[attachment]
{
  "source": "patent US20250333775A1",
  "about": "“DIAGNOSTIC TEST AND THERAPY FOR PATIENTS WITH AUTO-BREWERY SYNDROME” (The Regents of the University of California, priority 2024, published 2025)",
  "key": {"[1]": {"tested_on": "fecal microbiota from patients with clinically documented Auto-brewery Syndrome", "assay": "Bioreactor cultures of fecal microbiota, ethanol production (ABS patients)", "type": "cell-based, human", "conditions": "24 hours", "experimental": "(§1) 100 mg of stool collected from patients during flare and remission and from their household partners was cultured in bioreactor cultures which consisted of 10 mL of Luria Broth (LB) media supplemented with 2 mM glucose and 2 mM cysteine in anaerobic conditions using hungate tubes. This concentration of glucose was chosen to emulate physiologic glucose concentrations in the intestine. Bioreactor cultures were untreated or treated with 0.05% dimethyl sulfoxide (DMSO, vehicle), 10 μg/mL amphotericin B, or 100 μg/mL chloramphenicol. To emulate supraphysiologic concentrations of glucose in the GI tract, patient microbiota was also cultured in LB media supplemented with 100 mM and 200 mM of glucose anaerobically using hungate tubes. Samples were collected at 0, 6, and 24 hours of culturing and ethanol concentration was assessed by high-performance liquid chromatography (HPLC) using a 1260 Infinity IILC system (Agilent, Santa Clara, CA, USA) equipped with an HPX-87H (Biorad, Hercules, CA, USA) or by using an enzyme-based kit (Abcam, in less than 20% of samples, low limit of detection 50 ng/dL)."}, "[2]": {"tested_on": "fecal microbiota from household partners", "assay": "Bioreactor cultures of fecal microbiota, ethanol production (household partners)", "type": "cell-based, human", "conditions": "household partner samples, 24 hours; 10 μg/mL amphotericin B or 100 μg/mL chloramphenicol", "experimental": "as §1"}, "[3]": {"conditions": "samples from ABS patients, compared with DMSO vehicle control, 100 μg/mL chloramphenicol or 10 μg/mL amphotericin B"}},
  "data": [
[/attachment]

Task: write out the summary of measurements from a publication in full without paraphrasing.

{
  "source": "patent US20250333775A1",
  "about": "“DIAGNOSTIC TEST AND THERAPY FOR PATIENTS WITH AUTO-BREWERY SYNDROME” (The Regents of the University of California, priority 2024, published 2025)",
  "key": {"[1]": {"tested_on": "fecal microbiota from patients with clinically documented Auto-brewery Syndrome", "assay": "Bioreactor cultures of fecal microbiota, ethanol production (ABS patients)", "type": "cell-based, human", "conditions": "24 hours", "experimental": "(§1) 100 mg of stool collected from patients during flare and remission and from their household partners was cultured in bioreactor cultures which consisted of 10 mL of Luria Broth (LB) media supplemented with 2 mM glucose and 2 mM cysteine in anaerobic conditions using hungate tubes. This concentration of glucose was chosen to emulate physiologic glucose concentrations in the intestine. Bioreactor cultures were untreated or treated with 0.05% dimethyl sulfoxide (DMSO, vehicle), 10 μg/mL amphotericin B, or 100 μg/mL chloramphenicol. To emulate supraphysiologic concentrations of glucose in the GI tract, patient microbiota was also cultured in LB media supplemented with 100 mM and 200 mM of glucose anaerobically using hungate tubes. Samples were collected at 0, 6, and 24 hours of culturing and ethanol concentration was assessed by high-performance liquid chromatography (HPLC) using a 1260 Infinity IILC system (Agilent, Santa Clara, CA, USA) equipped with an HPX-87H (Biorad, Hercules, CA, USA) or by using an enzyme-based kit (Abcam, in less than 20% of samples, low limit of detection 50 ng/dL)."}, "[2]": {"tested_on": "fecal microbiota from household partners", "assay": "Bioreactor cultures of fecal microbiota, ethanol production (household partners)", "type": "cell-based, human", "conditions": "household partner samples, 24 hours; 10 μg/mL amphotericin B or 100 μg/mL chloramphenicol", "experimental": "as §1"}, "[3]": {"conditions": "samples from ABS patients, compared with DMSO vehicle control, 100 μg/mL chloramphenicol or 10 μg/mL amphotericin B"}},
  "data": [